There are an abundance of men, so this is a testosterone driven movie, you see young man, old man, middle aged man, short man, tall man, skinny man, well-built man, all sorts so you can have your pick who to drool at. And all these men are almost always in uniform, another reason to drool. And they all carry small to medium to big guns, and our villains have hand grenades, homemade bombs, then there’s the big I suppose SDU jeeps (black, no less). First episode and they throw every ammunition at you, less you forget this is a series of men, manhood and adrenaline rush for men. Because the women, represented here by the detective that is Jess is stable, quiet, meticulous and slow. She stands, she observes, she makes deductions, she walks slowly, no guns. Joe Ma, representing the SDU of course has all the guns. And in a telling scene, we have the obligatory female SDU member played by Mandy Wong who is more technician than field officer and when she says she has aspirations to be the 1st SDU field officer, the guys laughed and she angrily said “Why, you think I can’t do it?” and the guy answered “We all don’t think you can do it.” Well guys, thanks for the vote of confidence. This is as sexist as TVB will let this scene be, because it quickly moves away after poor Mandy fretted a bit. But it is a sexist idea since let’s face it, Tiger Cubs is a man’s world with big guns and all. It is all about how big their guns are.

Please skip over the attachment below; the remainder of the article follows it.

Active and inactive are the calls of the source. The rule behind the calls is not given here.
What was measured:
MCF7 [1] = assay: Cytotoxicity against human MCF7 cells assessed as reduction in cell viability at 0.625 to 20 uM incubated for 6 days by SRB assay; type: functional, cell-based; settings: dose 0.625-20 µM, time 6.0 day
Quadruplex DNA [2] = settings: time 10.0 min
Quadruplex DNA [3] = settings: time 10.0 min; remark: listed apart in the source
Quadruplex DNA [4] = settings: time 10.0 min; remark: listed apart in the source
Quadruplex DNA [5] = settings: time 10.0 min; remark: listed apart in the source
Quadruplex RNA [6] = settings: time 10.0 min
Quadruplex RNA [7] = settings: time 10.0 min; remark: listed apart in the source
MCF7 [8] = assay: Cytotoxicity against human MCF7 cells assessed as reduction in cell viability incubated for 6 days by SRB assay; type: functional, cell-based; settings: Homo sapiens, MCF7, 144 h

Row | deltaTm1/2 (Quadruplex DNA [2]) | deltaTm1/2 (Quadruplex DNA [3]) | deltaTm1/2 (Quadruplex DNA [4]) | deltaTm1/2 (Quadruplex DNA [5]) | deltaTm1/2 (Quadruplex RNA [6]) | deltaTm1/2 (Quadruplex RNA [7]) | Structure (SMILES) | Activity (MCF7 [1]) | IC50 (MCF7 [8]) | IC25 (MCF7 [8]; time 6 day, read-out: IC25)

Frankly I enjoyed this episode for a simple reason; I like the mindless adrenaline rush. There is nothing subtle, nothing elegant, nothing sophisticated, just pure action after action, after a while it became rather mindless. Because everything was resolved so easily. We are introduced to one big time villain, and I say big time because his reputation or rather his stare precedes him. His downfall was rather mundane, rather blehhhhhh. That is Kenneth Ma who surely has made it into big time TVB 1st brother position for the fact that he has the honor of being the bad guy in this very 1st episode. And mind you, he was as bad as his character on paper would suggest. After all how many villains in TVB takes joy in slicing the throat of a young police officer and then his own colleague and then shooting people at random? Surprisingly he didn’t kill the colleague’s grandma, which I find … interesting. His character kills indiscriminately, no doubt. His wife, the pretty JJ Jia in a needless wig is as cruel and could fight very well too. Together they’re supposed to be this killer couple, Bonnie and Clyde if you will. They planned a heist at some local jewelry store and in the end the police tracked them down rather simply. How? This series chose to skip over the details. Just assume they used their GPS, tracking device, high tech computer stuff and oh yes, an Ipad or a tablet, whatever the brand sponsor may be. I must admit I wanted so much to watch this episode because I heard great things about Kenneth Ma and his villainous turn. You want my honest opinion?